The brick work in the carpenters' work will be done by workmen employed by the government. Also the grading, filling etc. of the grounds. Mr. Schwaab, Architect and C.E. has charge of all the building operations, and will direct the same, in accordance with the approved plans and elevations. He will be referred to for all information in relation thereto. The removal, for the purpose of filling inside the armory enclosure, of the bank of earth immediately opposite to the front entrance to the armory grounds, and between it and the R. R. it is desired may be effected as soon as possible. After which the grading of the ground west of the building site may be completed.
The inspection of pistols supplied by Messrs. Spiller and Burr of Atlanta, Georgia is made at this Armory, by order of Colonel Gorgas, and will be attended to by Mr. H. Herrington, Master Machinist, who is familiar with the subject. The pistols, when accepted, will be forwarded to Major M. H. Wright, Commanding Atlanta Arsenal, who will pay for them on your certificate of acceptance, in accordance with the terms of the contract, a copy of which will be left with you. Any pistols that may be rejected, will be returned to the contractors. Mr. Herrington had better make a written report of the inspection of each lot of pistols, a copy of which should be sent to the contractors for their information. In this way defects may be pointed out, and measures adopted to prevent their recurrence. Messrs. Spiller and Burr are to fabricate a model, or standard pistol, at the expense of the government, which should be completed as soon as possible, in order that a full set of inspecting gauges may be made therefrom, in this Armory. It may be necessary to render them some assistance in this connection, by loaning them a competent workman or two to get up the model pistol. I think it will be well for Mr. Herrington to be sent up occasionally to see that the prescribed proof is complied with, and to examine the work in progress, and make any suggestions calculated to facilitate the work that may seem necessary.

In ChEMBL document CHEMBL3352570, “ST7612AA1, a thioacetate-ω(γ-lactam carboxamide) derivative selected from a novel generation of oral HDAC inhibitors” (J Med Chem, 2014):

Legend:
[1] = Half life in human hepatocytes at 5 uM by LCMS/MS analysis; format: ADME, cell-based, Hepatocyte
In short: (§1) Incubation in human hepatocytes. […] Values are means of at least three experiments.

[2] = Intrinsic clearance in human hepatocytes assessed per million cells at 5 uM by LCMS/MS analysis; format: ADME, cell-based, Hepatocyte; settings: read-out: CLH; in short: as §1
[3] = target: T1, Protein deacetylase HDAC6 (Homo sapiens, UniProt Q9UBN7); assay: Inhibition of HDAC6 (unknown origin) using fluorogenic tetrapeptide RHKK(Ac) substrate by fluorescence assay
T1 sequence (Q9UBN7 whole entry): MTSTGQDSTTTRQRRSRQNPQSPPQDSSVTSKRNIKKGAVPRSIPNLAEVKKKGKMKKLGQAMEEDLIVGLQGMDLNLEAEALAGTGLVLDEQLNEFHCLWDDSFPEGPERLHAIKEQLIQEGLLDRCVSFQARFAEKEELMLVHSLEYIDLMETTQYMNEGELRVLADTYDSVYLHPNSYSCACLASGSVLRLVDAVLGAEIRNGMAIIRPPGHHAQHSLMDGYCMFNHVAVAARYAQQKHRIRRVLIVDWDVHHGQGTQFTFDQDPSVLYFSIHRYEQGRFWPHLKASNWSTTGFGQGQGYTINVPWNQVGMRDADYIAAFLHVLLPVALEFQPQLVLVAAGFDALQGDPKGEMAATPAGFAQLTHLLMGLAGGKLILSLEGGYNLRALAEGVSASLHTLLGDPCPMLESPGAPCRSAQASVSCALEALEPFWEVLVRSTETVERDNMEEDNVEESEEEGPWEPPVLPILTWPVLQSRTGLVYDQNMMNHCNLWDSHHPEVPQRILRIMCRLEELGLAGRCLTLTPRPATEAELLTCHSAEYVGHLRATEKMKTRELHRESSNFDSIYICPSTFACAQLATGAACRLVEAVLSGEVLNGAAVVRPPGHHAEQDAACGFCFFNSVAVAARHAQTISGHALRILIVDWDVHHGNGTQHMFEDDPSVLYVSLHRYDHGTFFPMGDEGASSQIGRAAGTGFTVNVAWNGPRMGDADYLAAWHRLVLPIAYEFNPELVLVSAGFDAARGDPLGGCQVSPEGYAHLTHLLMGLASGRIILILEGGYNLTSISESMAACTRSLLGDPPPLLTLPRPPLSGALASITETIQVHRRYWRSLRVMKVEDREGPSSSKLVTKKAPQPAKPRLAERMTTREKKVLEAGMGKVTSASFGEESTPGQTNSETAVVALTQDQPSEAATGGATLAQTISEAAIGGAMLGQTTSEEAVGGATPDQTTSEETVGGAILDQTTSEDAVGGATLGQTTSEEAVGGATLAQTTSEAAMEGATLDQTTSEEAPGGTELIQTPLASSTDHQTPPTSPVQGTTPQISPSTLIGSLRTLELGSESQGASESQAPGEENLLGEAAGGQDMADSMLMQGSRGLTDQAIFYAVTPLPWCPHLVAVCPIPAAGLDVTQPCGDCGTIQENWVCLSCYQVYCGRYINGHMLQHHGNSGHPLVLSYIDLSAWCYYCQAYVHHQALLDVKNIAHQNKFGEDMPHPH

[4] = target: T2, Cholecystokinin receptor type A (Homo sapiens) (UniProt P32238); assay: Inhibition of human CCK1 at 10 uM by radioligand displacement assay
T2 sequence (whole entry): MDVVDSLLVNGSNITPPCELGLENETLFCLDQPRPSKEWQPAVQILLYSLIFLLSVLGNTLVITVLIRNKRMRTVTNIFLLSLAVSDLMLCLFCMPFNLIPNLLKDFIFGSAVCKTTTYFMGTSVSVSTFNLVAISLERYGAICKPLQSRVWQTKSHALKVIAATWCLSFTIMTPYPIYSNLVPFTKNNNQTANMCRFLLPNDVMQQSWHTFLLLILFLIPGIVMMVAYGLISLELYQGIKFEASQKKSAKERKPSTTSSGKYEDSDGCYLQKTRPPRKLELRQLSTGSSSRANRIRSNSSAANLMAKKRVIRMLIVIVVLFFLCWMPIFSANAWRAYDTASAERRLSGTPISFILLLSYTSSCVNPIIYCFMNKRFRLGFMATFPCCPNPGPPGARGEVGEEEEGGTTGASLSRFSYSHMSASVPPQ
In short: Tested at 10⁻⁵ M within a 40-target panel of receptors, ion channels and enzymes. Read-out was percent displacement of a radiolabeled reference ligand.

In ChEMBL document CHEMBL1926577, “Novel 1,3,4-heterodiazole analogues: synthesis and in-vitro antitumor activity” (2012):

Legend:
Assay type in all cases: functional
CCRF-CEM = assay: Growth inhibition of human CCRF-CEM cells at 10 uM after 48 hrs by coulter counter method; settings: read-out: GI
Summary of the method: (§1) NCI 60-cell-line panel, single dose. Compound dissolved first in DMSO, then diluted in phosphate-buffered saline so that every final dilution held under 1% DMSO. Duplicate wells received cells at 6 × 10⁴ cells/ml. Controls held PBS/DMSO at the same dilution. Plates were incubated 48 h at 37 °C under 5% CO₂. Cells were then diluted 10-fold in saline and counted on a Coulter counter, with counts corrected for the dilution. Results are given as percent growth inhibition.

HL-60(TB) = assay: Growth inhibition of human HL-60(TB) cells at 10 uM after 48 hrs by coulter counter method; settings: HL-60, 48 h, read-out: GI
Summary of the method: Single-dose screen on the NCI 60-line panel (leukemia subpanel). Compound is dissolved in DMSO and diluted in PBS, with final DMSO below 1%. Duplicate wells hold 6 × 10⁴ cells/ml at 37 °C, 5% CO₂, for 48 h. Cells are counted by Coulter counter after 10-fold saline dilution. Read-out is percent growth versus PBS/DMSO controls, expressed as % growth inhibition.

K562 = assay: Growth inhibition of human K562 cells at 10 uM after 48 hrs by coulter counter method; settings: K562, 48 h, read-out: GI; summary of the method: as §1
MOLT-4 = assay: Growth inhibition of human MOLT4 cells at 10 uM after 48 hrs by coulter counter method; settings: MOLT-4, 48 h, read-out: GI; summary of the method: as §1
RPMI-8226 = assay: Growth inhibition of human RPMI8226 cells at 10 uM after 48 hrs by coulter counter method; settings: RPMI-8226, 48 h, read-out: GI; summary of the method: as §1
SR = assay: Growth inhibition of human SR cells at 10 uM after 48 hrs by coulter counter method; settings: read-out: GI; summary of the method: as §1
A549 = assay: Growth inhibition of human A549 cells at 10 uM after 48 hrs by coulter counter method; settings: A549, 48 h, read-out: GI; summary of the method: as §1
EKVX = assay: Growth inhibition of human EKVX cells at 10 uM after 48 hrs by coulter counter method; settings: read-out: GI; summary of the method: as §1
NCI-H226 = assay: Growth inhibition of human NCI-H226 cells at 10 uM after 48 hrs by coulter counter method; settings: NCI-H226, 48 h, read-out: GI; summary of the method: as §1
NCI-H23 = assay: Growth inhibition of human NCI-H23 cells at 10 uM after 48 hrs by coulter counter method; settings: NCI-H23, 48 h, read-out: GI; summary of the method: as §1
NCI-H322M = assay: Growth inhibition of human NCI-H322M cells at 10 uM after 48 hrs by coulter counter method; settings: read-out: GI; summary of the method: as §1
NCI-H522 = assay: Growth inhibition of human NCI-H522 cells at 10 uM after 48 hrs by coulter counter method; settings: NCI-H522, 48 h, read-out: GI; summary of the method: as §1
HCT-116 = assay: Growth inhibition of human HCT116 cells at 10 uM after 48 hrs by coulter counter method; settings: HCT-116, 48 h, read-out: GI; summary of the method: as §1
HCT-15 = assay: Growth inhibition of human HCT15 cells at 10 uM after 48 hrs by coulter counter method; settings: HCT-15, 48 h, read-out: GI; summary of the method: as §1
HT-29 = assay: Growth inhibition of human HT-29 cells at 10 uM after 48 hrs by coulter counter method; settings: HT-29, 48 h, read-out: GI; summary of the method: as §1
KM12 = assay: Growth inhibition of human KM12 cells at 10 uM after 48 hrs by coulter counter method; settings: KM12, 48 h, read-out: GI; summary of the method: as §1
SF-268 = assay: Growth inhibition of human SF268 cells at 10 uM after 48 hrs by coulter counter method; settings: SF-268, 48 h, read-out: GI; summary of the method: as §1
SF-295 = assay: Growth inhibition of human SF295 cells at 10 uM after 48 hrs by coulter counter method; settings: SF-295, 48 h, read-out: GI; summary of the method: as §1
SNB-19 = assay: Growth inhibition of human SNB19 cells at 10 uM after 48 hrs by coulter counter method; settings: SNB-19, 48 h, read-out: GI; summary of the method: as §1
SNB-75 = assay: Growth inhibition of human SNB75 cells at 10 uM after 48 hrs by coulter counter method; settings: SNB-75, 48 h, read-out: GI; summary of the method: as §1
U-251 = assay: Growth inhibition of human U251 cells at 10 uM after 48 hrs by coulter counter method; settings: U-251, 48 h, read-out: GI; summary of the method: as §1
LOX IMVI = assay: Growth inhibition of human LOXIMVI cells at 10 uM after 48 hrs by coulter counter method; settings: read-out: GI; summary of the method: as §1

Authority from Colonel Gorgas has been requested, to break up, and strike from the Property Return of this Armory, a number of cast iron machines etc. received from Holly Springs, Mississippi, which will not be used as such, because of their inferior design and construction. The iron in them will be of more value than the machines in their present shapes. When Colonel Gorgas's authority to break them up is received, they may be broken up, and the materials taken up on the Property Return as such, and made use of as required. Some of the heavier castings may be of soft iron, which is much needed in making castings for machinery. Colonel Gorgas has authorized the construction of six platform cars for service of this Armory. They should be put in hand soon as possible.
James H. Burton, Superintendent.
C. S. Armory, Macon, Ga.
May 5th, 1863.
May 5th, 1863.
© 1998 Matthew W. Norman. All rights reserved.